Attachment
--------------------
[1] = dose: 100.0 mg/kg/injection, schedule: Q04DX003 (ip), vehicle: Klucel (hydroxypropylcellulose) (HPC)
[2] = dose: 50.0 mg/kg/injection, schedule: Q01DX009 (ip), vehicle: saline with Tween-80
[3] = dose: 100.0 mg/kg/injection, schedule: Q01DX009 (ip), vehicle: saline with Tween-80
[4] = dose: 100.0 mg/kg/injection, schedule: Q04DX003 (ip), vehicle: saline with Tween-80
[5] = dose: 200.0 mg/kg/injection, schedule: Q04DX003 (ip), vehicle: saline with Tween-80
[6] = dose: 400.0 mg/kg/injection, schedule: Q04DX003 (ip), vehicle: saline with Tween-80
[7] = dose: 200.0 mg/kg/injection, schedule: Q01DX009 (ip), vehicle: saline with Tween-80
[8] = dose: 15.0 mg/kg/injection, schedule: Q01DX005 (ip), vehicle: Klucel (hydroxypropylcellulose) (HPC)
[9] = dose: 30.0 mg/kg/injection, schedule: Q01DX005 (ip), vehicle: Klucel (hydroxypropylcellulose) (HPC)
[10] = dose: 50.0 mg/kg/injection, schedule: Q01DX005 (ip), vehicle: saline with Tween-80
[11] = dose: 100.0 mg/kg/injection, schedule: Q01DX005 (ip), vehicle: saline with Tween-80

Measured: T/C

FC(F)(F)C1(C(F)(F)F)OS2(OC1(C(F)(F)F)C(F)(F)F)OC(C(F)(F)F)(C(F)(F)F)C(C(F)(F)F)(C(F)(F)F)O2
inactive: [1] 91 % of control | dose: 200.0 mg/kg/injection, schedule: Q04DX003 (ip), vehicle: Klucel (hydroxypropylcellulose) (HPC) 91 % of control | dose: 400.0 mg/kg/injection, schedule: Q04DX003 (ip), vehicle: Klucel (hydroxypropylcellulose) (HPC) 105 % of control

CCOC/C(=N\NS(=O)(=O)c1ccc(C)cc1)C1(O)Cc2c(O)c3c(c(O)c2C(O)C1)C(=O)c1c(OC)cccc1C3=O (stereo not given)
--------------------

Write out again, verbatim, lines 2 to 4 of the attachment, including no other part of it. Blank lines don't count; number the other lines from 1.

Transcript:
[2] = dose: 50.0 mg/kg/injection, schedule: Q01DX009 (ip), vehicle: saline with Tween-80
[3] = dose: 100.0 mg/kg/injection, schedule: Q01DX009 (ip), vehicle: saline with Tween-80
[4] = dose: 100.0 mg/kg/injection, schedule: Q04DX003 (ip), vehicle: saline with Tween-80